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Call it Plan B.

San Diego County’s pension fund is considering creating a separate nonprofit to manage its investments, which would allow it to avoid county salary rules and perhaps legally outsource internal staff to a private consultant.

The San Diego County Employees Retirement Association’s investment staff salaries are capped at $209,372 annually, which CEO Brian White says crimps the available pool of talent.

The association avoided the salary limits last year by hiring consultant Lee Partridge as its chief investment officer, giving him a contract that pays a maximum $4.5 million over three years — millions more than a comparable county employee would’ve made. Public records show he’s been paid $672,000 in his first seven months on the job.

But the deal came with a hitch: Partridge isn’t allowed to oversee county employees. So earlier this year, the fund attempted to outsource its investment staff to Partridge’s one-man firm, Integrity Capital, a move that would’ve eliminated salary limits for 10 employees, made Partridge their boss and paid his firm $10.6 million annually.

That would’ve been illegal and was halted after we raised questions. Partridge helped develop the proposal, which would’ve financially benefited him and run afoul of state conflict-of-interest law.

The pension fund has since requested proposals from other investment companies to perform that outsourced work. Nine have submitted bids, which will be revealed Thursday.

The nonprofit idea, which will be discussed Thursday morning, represents another step in the fund’s almost year-long push to free its investment team from county salary caps. It’s a process, interviews with Partridge and White made clear, that the pension fund quietly intended to embark upon from the start when it hired Partridge.

“This was all conceived in advance,” Partridge said. “It was discussed as an option we wanted to explore once I was on board. It was never expressed as a done deal.”

The fund’s board doesn’t have to pick any of the nine firms that have submitted bids. As those have been received, its attorneys have been reviewing whether it could legally create a nonprofit to invest. White said the idea was still preliminary, but he envisioned the entity handling most investment functions.

Asked whether a nonprofit could completely replace the entire retirement association, he said the organization would still need to provide oversight.

“Whether that’s done through staff positions or hiring a consultant, those details would have to be worked out,” he said.

White noted at least two public pension funds in the country with nonprofit structures: the University of Texas and the Municipal Employees’ Retirement System of Michigan. The Texas nonprofit, Utimco, pays its CEO $1.6 million annually in salary and benefits. The fund’s president earns $1.7 million in salary and benefits.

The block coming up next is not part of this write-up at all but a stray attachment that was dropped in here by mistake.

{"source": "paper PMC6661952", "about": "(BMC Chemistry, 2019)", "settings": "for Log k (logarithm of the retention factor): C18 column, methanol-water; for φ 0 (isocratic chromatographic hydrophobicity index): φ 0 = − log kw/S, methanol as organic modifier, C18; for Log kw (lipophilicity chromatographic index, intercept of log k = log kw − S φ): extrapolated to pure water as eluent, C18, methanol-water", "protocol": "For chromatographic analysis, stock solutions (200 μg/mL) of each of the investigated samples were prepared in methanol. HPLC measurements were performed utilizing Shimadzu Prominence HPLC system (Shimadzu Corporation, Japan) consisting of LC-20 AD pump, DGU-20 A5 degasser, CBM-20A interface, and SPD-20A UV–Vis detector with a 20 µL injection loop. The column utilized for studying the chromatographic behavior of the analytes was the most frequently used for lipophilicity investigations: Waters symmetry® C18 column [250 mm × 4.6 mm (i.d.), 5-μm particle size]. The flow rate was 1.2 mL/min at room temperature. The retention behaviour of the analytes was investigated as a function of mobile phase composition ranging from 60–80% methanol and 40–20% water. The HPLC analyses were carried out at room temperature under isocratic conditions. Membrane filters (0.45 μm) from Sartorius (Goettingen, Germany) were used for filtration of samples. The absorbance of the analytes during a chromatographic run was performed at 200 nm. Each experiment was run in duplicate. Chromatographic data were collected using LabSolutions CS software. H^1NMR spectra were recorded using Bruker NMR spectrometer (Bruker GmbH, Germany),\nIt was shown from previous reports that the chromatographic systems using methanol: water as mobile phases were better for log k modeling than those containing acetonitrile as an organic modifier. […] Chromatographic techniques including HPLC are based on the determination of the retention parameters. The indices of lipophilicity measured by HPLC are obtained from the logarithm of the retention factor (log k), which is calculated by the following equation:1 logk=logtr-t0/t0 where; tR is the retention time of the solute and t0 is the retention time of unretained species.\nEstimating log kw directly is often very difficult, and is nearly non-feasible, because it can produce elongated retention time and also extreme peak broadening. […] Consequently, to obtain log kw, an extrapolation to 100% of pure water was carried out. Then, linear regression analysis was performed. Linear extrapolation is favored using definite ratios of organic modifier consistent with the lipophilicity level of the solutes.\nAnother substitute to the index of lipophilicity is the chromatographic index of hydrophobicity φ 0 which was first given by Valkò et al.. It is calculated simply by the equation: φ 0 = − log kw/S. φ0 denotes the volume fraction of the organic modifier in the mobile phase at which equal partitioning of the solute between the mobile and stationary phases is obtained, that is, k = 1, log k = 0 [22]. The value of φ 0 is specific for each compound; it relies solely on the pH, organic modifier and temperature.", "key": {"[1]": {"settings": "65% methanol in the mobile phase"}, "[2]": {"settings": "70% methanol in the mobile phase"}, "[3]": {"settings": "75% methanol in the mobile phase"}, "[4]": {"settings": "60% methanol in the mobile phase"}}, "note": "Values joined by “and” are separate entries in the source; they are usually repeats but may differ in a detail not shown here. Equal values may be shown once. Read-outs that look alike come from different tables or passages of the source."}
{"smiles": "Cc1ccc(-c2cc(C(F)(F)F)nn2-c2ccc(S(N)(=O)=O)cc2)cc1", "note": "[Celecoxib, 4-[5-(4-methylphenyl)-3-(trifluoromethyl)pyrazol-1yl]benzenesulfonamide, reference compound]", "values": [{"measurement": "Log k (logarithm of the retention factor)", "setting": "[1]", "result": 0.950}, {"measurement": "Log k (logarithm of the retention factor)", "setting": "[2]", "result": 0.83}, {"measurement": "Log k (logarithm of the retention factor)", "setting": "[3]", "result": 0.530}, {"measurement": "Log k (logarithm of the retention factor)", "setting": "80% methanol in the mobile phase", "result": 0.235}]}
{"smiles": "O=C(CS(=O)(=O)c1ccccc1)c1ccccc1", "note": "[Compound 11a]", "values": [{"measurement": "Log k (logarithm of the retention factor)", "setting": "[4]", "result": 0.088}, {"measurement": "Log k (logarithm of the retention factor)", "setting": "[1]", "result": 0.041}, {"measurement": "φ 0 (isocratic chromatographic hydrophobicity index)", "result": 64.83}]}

Creating nonprofits to get around government restrictions is nothing new in San Diego.

The city of San Diego has several nonprofits that function on behalf of government. They have a mixed track record at best, as evidenced by the recent history of the Centre City Development Corp., Southeastern Economic Development Corp. and San Diego Data Processing Corp. The three have struggled in recent years with scandals enabled by the very independence — and lagging oversight — that came from being a separate nonprofit.

White said similar problems could be avoided with the pension fund’s investment staff.

“I would expect in our situation that the board of retirement would have a lot of interaction and would be watching very closely that our money was being managed properly,” he said. “I don’t see that as being an issue for this organization.”

The association is responsible for managing the $7.2 billion fund that pays county retirees’ monthly pension checks. Its investment staffers decide how to invest that money, manage risks and ensure the fund grows. County taxpayers, who contributed $314 million to the fund last year, are responsible if investments perform poorly.

Partridge was hired to avoid that scenario, to instead boost returns and cut risk.

Partridge said a nonprofit was a “very attractive option” for the pension fund to accomplish tasks he’s identified. If the association instead hired one of the nine private firms, Partridge said he could have more time to dedicate to other potential clients. But he said a decision to hire one of the nine firms wouldn’t be a catalyst for him to leave his consulting job.

“Once you bring in more resources, I can set the broad parameters of this fund and I have time to do other things as well that would be interesting,” he said. “It’s not an either or for me, that’s the beauty of it. I’m now dedicating 40 hours (a week). I don’t always have to do that.”

Please contact Rob Davis directly at rob.davis@voiceofsandiego.org and follow him on Twitter: twitter.com/robwdavis.

Scott Lewis

Scott Lewis oversees Voice of San Diego’s operations, website and daily functions as Editor in Chief. He also writes about local politics, where he frequently...

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